Ransomware Profile: Conti

Conti is a strain of ransomware that targets large organizations in the private and public sectors. It includes some novel features that allow for faster and more selective attacks than most other ransomware families. 

What is Conti?  

Conti is a ransomware family that encrypts files on compromised systems using a unique AES-256 encryption key per file, which is then encrypted with an RSA-4096 encryption key. Conti incidents usually involve the theft of data, which is published on Conti’s data leak site if the victim refuses to pay the ransom. 

Conti typically functions as human-operated ransomware. It features command line capabilities that enable operators monitoring the target environment to directly control, spread and execute the ransomware. This functionality gives attackers the unique ability to selectively choose to encrypt local files, network shares and/or specific IP addresses. 

Prior to encryption, Conti prepares the compromised system by deleting Windows Volume Shadow Copies and disabling 146 Windows services related to backup, security, database and email solutions. 

During encryption, Conti utilizes the Windows Restart Manager API to terminate Windows services that would otherwise keep a file open and unencryptable. A number of ransomware families have adopted this technique, including REvil, SamSam, Medusa Locker and more. Conti uses 32 concurrent threads to perform encryption, making its encryption process faster than most other ransomware strains. All files are encrypted except for those with a .exe, .dll, .lnk or .sys extension. Encrypted files are appended with the .conti extension.  

The Ryuk connection 

It was initially believed that Conti is being operated by the same group responsible for Ryuk, a sophisticated strain of ransomware that was extremely prolific throughout 2019 and the first half of 2020.  

The following factors indicate that Conti may be Ryuk’s successor: 

However, later events indicated that Conti may not be Ryuk’s successor after all. In early 2021, a new Ryuk variant with worm-like capabilities was observed, which proved that the ransomware was still being updated. This suggested that there were two separate groups operating, as it’s unlikely that one ransomware group would maintain two ransomware families.

It is also possible that Conti is a splinter group of Ryuk. The fact that Conti incidents started to increase around the time that Ryuk incidents began to decrease before ramping up again six months later could have been due to Ryuk needing some time to rebuild its team.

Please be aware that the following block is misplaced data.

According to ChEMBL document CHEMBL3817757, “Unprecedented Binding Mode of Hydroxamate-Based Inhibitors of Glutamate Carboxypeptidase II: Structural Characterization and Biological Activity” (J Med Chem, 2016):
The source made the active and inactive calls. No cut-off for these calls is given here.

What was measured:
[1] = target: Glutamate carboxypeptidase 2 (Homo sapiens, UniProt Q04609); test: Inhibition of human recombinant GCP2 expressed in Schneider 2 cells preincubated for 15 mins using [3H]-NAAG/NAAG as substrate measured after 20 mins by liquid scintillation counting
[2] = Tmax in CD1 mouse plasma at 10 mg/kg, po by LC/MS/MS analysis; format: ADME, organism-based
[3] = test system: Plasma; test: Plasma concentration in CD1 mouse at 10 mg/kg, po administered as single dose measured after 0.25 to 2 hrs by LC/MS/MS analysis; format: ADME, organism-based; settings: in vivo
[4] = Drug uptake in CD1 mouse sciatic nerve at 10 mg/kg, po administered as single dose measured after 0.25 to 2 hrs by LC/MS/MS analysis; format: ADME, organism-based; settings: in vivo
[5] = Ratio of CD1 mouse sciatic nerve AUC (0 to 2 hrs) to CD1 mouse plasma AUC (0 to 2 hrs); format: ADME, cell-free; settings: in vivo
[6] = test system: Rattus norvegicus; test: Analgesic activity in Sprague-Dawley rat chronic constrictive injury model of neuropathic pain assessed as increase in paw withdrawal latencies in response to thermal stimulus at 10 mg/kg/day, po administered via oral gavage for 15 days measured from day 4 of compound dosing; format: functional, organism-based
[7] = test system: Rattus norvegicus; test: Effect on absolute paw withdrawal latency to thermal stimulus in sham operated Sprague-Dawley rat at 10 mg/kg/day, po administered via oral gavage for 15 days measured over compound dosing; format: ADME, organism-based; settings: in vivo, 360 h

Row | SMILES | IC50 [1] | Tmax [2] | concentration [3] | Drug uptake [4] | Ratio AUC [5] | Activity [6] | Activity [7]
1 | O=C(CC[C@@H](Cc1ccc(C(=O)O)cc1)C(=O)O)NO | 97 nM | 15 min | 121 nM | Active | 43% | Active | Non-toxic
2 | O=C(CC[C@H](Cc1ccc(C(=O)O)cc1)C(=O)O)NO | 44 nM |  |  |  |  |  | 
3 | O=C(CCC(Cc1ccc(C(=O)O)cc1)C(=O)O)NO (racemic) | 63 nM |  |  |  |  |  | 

The history of Conti 

Conti was first detected in December 2019. There were a handful of isolated Conti incidents over the next few months, with activity increasing significantly in mid-June 2020.

In August 2020, the Conti group launched a leak site (on both the dark web and surface web) where it publishes the stolen data of non-paying victims. The threat of being publicly named and having sensitive data exposed puts additional pressure on victims to pay the ransom. 

Conti ransom note  

After encryption, Conti drops a ransom note named CONTI_README.txt within each encrypted directory. 

In contrast to the verbose notes left by many other ransomware groups, the Conti ransom note contains minimal information. It simply informs victims that their network is locked and remediation should not be attempted, and instructs them to contact an email address to obtain a decryption key. The final line of the note states that private data will be published if payment is not made. 

Who does Conti target?    

Conti targets entities in both the public and private sectors. Government organizations, healthcare providers, schools, charities and enterprises across a wide range of verticals have been impacted by Conti. 

Geographically, Conti incidents are concentrated in North America and Europe.

How does Conti spread? 

Conti is typically delivered via TrickBot, a modular banking trojan that acts as a dropper for other malware and offers a variety of reconnaissance and propagation capabilities. After successfully infiltrating a network, Conti operators seek to obtain privileged credentials and conduct comprehensive reconnaissance in order to maximize the impact of an attack. 

Data encryption is usually the final phase in the attack chain. Attackers may be present on the network for days or even weeks before executing the ransomware. 

Major Conti attacks  

Conti has impacted dozens of organizations in both the public and private sectors. Below is an overview of some of the most notable incidents:

How to protect the network from Conti and other ransomware  

The following practices may help organizations reduce the risk of a Conti incident. 

How to remove Conti and other ransomware   

Conti uses sophisticated encryption methods that currently make it impossible to decrypt data without paying for an attacker-supplied decryption tool.   

Victims of Conti should be prepared to restore their systems from backups, using processes that should be defined in the organization’s incident response plan. The following actions are recommended

Emsisoft offers custom ransomware advisory services to help organizations affected by Conti reduce downtime, costs and the risk of permanent data loss. Make an inquiry. 

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Emsisoft Malware Lab

Emsisoft Malware Lab

The Lab team is a group of cybersecurity researchers whose mission is to enhance protection in Emsisoft products, help organizations respond to security incidents and create analysis that helps decision-makers understand the threat landscape.

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